Every Vermont cemetery or graveyard is different and unique in their special way
There are stories to be told of days and lives long past, yet the words on some of the monuments leave behind intriguing and thought provoking images within the mind’s eye. From tiny stones to huge monuments, there are plenty of historical quips, quotes and a taste of personal history to be pondered about.
What are Some Historic Stories or Artifacts Found at the Old Stone House Museum?
Nestled in a quaint town, the fascinating historic stone house museum beckons visitors with its remarkable treasures. Step back in time as you explore this living relic, gazing at the ancient artifacts that unveil intriguing stories of the past. Discover the secrets that lie within this time-honored establishment and unravel the mysteries of bygone eras.
A walk through an old Vermont cemetery can be a peaceful and even educational experience.
It would seem that our forefathers and their early descendants had much more time on their hands than we do now in the modern years. Here is the epitaph written on a stone in Halifax, VT., from the 1700s:
Mr. John Pannel killed by a tree
In seventeen hundred and seventy three
When his father did come
He said Oh My Son
Your glass is run
Your work is done.
Many people enjoy the calming stroll through cemeteries in Vermont, pausing to read the history behind the graves of those who have passed away many years ago
In past generations, it truly seemed that people had much more time to to ponder their lives and leave behind stories on their grave markers as a last thought or testimonial to their all to brief existence on Earth.
Vermont, the Green Mountain State, is steeped in history and folklore that have captivated the imaginations of visitors and locals alike for centuries. Among its many historic landmarks, Vermont is home to a myriad of cemeteries, each with its own fascinating stories about grave sites and the people buried there. In this article, we’ll delve into the hidden tales behind some of Vermont’s most remarkable cemeteries, and the enduring legacies of those who found their final resting place within their grounds.
Hope Cemetery, Barre
Barre, Vermont is known as the “Granite Capital of the World,” and its most famous cemetery, Hope Cemetery, is a testament to the craftsmanship of the local stone carvers. Established in 1895, the cemetery has become an outdoor museum of intricate gravestone art. One of the most captivating stories is that of the “Crying Girl,” a life-sized sculpture of a young girl weeping beside the grave of a Barre resident. The piece is so realistic, it’s said that the girl’s tears glisten in the sunlight, leaving visitors in awe of the skill of the sculptor.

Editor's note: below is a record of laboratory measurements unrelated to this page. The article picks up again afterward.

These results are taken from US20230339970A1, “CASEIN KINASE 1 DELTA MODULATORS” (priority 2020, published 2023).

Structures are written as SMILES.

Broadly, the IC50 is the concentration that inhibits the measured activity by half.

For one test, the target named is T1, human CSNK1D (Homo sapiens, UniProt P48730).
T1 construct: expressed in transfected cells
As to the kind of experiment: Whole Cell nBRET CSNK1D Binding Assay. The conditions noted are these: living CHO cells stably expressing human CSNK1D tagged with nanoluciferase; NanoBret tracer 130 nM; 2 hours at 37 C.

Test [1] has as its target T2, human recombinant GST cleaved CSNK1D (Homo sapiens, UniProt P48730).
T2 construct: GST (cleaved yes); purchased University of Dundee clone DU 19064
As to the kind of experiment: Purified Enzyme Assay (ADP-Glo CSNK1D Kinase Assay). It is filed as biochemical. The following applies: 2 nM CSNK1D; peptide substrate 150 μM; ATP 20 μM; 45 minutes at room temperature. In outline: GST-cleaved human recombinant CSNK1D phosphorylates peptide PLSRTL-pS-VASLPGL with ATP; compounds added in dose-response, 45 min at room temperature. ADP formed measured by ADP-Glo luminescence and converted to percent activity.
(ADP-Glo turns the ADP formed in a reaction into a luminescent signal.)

Green Mount Cemetery, Montpelier
Green Mount Cemetery, founded in 1854, is the final resting place of many influential Vermonters, including former governors and war heroes. One of its most famous residents is Admiral George Dewey, a hero of the Spanish-American War. Born in Montpelier in 1837, Dewey was the only person in U.S. history to be promoted to the rank of Admiral of the Navy. His massive gravesite, featuring a granite statue and a grand mausoleum, is a testament to the state’s pride in one of its most distinguished sons.
Evergreen Cemetery, New Haven
Evergreen Cemetery is the resting place of Timothy Clark Smith, a 19th-century doctor with a paralyzing fear of being buried alive. To prevent this, he designed his own unique grave, which featured a six-foot-long cement tube that extended from the surface down to his coffin. At the top of the tube was a glass window, allowing the living to check on the deceased. Although the window has since fogged over, the story of Dr. Smith’s grave continues to captivate visitors to this day.
Dummerston Center Cemetery, Dummerston
This small cemetery in the town of Dummerston is home to the grave of Noyes Academy’s first African American student, Alexander Twilight. Twilight, born in 1795, was not only the first African American to graduate from an American college but also the first to hold public office. A Vermont native, Twilight’s achievements were groundbreaking for his time, and his grave stands as a testament to his lasting impact on American history.
Vermont’s cemeteries are more than just final resting places; they are living monuments to the state’s rich history and the fascinating individuals who have called it home. From masterful stone carvings to unique burial customs, the stories behind these grave sites provide a captivating glimpse into the lives of those who came before us. Whether you’re a history enthusiast, a lover of local folklore, or simply someone with an appreciation for the macabre, Vermont’s cemeteries offer a fascinating journey into the past.
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